The Collins Cup, Even Super Bowl One Didn’t Sell Out, But it Was a Pretty Good Start–a Few Ideas for the Future

By Bill Plock

In 1966 Lamar Hunt unknowingly named the Super Bowl. The owner of the Kansas City Chiefs in the American Football League led a movement to compete with the National Football League. The champions of each league would play each other in a championship game in 1967 leading to a future merger of the leagues. Lamar Hunt wrote NFL commissioner Pete Rozelle a letter in July of 1966, “I have kiddingly called it the ‘Super Bowl,’ which obviously can be improved upon.” He later said the named popped into his head watching his kids play with a super ball. That super ball, along with Lamar Hunt are the in the Football Hall of Fame and we all know “Super Bowl” stuck and it’s one of the most watched events on the planet. But that first game didn’t even sell out, it takes time.

Triathlon’s “Super Bowl” happened today in Slovakia, it was called the Collins Cup. Yes we have Kona and the IRONMAN World Championships but that is about individuals, today was about the teams and the sport and profession of triathlon.

The Collins Cup was designed to mirror golf’s popular Ryder Cup pitting three teams of 12 athletes (6 men, 6 women) against each other. One team from Europe, the United States and Internationals. 

The goal, to make professional triathlon a better spectator sport thus attracting more money to make the profession more lucrative and sustainable. 

Will it work? Did it work? It’s too early to say but nobody predicted the wild popularity of the Super Bowl. Triathlon will never be that popular but lets see what happens. 

The Professional Triathlon Organisation orchestrated this “made for TV event”. Viewers watched 12 matches with one competitor from each team racing. Each match started 10 minutes apart. The entire race lasted about 5 hours. Cameras were all over the course capturing the 36 athletes racing in their own three person race. It was fun to watch and the coverage was good as was the announcing. It was especially fun to have Tour de France commentator Phil Liggett behind the mic. His voice just adds a tone of familiarity and importance. 

Team Europe won, followed by the United States and the the Internationals. No surprise there. 

By far the story of the day was U.S’s Taylor Knibb, again. She absolutely crushed her competition and notably IRONMAN World Champion and number one ranked Daniela Ryf. Taylor beat her by almost 17 minutes. By far the largest gap of any match of the day. Her final time of 3:30 was the best time by almost four minutes over any women and only three minutes behind IRONMAN male World Champion Patrick Lange! And Taylor did it on a road bike!

Said 303 Podcast Director, Rich Soares, “Having the best triathletes in the world racing for teams makes for great competition.  Having the fantasy competition really added to the engagement and the eventual upsets and surprises.  I Loved seeing the Olympians race against long course champions.  My big question, where was Olympic gold medalist Flora Duffy?  Knibb vs. Duffy right now would be Pay-Per-View worthy!”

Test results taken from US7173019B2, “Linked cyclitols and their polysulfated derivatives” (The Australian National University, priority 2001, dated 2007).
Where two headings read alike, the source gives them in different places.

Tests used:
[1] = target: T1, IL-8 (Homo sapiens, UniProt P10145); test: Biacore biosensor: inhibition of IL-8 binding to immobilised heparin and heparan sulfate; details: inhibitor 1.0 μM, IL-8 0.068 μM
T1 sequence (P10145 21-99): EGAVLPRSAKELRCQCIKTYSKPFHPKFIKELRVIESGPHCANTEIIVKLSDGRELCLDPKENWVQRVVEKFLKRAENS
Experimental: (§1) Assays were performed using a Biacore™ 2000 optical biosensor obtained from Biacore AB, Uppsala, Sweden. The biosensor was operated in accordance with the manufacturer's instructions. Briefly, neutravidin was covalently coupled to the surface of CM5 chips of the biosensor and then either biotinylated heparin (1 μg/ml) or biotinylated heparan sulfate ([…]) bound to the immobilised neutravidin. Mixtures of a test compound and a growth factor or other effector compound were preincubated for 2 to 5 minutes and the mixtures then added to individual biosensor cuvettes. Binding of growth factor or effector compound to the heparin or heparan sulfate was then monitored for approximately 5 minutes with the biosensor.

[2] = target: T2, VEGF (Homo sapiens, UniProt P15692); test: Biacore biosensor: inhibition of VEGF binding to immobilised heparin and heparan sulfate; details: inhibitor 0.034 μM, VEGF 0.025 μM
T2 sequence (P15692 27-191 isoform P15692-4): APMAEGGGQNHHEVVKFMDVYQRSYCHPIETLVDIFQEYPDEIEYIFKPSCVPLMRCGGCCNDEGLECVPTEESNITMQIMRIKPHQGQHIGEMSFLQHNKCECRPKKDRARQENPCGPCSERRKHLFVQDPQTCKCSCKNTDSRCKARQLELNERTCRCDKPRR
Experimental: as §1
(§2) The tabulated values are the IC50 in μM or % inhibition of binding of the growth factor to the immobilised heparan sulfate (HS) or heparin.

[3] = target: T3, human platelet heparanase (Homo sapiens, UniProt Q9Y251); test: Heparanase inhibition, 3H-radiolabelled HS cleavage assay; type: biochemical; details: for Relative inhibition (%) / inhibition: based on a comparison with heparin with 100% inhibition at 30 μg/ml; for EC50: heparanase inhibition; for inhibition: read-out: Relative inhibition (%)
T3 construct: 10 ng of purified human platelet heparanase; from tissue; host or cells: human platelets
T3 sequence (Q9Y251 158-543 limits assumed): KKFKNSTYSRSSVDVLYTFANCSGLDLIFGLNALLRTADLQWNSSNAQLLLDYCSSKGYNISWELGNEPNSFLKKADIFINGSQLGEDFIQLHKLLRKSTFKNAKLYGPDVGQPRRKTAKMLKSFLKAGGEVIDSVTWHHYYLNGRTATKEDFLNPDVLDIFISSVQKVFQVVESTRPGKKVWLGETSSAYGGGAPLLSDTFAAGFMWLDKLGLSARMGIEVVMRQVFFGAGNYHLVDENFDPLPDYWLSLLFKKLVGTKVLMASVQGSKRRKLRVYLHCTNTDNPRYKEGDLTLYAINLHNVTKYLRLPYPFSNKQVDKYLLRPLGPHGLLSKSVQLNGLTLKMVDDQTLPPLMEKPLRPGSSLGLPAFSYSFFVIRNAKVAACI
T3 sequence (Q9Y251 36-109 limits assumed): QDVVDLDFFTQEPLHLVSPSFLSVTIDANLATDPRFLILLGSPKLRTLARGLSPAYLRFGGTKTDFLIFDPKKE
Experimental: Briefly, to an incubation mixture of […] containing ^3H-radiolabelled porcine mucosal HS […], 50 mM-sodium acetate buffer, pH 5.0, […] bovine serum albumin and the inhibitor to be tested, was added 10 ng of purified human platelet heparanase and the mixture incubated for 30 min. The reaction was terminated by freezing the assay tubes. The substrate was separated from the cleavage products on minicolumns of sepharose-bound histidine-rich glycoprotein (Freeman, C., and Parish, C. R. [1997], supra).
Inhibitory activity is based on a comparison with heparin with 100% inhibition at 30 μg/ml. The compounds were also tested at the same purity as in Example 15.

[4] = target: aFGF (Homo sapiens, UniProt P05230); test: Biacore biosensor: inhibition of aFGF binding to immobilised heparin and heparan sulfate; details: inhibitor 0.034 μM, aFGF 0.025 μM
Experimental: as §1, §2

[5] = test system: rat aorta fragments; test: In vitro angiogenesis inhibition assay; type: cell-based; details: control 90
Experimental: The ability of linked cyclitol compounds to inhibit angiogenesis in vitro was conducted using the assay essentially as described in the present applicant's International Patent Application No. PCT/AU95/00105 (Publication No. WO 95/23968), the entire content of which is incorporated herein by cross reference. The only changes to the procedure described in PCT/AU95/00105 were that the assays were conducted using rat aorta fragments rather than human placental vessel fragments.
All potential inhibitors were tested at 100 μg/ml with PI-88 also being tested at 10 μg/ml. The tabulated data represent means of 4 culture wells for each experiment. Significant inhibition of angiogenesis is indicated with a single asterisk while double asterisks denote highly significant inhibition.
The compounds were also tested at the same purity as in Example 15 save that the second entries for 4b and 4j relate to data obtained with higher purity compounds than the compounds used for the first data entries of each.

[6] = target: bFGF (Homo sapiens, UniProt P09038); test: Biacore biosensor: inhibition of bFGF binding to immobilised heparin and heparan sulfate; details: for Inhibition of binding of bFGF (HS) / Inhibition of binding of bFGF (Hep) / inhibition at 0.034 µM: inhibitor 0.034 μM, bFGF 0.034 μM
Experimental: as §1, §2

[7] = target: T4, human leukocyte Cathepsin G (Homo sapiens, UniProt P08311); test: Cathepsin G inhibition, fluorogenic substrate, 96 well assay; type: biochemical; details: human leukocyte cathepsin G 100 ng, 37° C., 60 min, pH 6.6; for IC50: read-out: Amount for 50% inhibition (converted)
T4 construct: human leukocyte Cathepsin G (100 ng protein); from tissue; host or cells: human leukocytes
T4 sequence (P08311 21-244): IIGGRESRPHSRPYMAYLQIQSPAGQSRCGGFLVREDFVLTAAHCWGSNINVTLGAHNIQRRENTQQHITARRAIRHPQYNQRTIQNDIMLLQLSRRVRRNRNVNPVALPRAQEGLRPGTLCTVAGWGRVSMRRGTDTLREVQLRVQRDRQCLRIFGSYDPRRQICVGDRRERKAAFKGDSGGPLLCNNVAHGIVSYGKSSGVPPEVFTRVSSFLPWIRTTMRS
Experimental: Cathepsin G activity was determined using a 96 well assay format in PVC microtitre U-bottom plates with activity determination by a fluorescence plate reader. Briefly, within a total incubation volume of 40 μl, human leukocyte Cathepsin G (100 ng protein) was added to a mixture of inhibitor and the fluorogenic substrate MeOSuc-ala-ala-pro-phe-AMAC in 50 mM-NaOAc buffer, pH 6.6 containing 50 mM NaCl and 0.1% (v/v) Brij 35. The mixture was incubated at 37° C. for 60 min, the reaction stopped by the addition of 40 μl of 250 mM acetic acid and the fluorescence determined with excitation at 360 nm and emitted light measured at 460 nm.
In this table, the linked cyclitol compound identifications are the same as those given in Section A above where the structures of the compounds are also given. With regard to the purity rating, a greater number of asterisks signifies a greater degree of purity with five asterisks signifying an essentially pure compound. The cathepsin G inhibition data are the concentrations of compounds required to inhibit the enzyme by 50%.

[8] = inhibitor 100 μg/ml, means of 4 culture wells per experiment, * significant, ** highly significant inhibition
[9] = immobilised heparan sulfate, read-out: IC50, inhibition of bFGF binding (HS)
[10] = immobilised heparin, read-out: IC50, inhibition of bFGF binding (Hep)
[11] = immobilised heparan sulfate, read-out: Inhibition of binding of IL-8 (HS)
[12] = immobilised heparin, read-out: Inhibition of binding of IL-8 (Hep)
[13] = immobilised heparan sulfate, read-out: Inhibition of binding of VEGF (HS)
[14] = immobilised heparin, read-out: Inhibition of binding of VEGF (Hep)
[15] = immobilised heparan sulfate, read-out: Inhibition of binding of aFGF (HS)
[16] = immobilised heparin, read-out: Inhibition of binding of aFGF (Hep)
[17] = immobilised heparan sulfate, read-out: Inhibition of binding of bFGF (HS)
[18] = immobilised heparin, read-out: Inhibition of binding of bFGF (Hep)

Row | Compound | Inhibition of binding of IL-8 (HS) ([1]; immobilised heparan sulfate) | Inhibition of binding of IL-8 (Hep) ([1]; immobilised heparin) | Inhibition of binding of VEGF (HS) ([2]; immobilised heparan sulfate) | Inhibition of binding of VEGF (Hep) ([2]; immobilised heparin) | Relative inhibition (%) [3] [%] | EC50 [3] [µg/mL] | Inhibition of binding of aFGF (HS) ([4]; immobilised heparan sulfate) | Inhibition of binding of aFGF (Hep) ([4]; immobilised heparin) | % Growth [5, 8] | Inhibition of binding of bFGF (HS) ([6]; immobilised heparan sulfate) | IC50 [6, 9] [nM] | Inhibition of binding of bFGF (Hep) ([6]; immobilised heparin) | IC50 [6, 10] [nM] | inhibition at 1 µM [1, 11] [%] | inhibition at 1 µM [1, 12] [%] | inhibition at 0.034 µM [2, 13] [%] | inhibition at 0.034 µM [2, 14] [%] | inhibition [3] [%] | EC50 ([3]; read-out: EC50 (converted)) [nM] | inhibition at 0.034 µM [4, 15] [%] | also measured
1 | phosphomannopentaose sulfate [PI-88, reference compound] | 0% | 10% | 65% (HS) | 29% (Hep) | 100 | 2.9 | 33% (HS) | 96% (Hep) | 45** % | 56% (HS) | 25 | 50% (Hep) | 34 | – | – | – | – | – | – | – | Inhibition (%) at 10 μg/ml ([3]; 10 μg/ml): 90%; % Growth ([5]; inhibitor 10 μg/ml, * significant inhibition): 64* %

But let’s break down the event. It’s a good start if you like triathlon, know some of these athletes and understand what they are trying to do. A better start if you have raced long course to appreciate the speed. And a fabulous start if you know anything about the Ryder cup and how match play works. But even if you don’t know the Ryder cup, the announcers did a good job of explaining what was going on and how the points were earned. Where beating competitors by more minutes meant more team points. That alone kept every race important and each athlete motivated to stay close. The motivation of working for the team was very real. We heard Jan Frodeno say how hard it was when he was told with 2k to go that if he could increase his lead by 30 seconds it would mean an extra point for his team. And he did just that—busted a move and exhausted himself even with a comfortable lead over Sam Appleton. 

The points were key to making the races compelling. Otherwise there were almost no close finishes and little shoulder to shoulder running and drama at the finish line. I think that needs to change somehow. Having 12 matches and virtually no finish line drama was a bit of a miss. 

The television coverage was good with plenty of coverage all over the course. And the interactive “maps” showing arial views of where the athletes were, sort of like Harry Potter’s Maurader map, was cool. I would’ve like to see a huge arial map showing where all athletes were on the course with “flags” showing speed/pace. 

One thing that was severely lacking, and would’ve added a lot of energy were spectators. Even more riding through towns with fans, but there were barely any. And the finish line was small and not very electric. That was disappointing. 

Rich Soares adds, “The Olympics is a hard act to follow.  After weeks of Olympic village and Odaiba Park with it’s massive blue carpet area, I was a little underwhelmed by the Collins Cup venue.  Great camera angles and on course coverage no doubt.  Being right after the Olympics in the middle of a pandemic might be limiting, but I would love to see this in a bigger city with crowds next time.”

I thought they (PTO) might steal some ideas from NASCAR and feature more data like heart rates and watts and give more stats like min/mile, mph and other effort indications. I think more of that data would be appealing to non-triathlete watchers who get speed and data. I’m sure getting athletes to agree to reveal that data might be hard.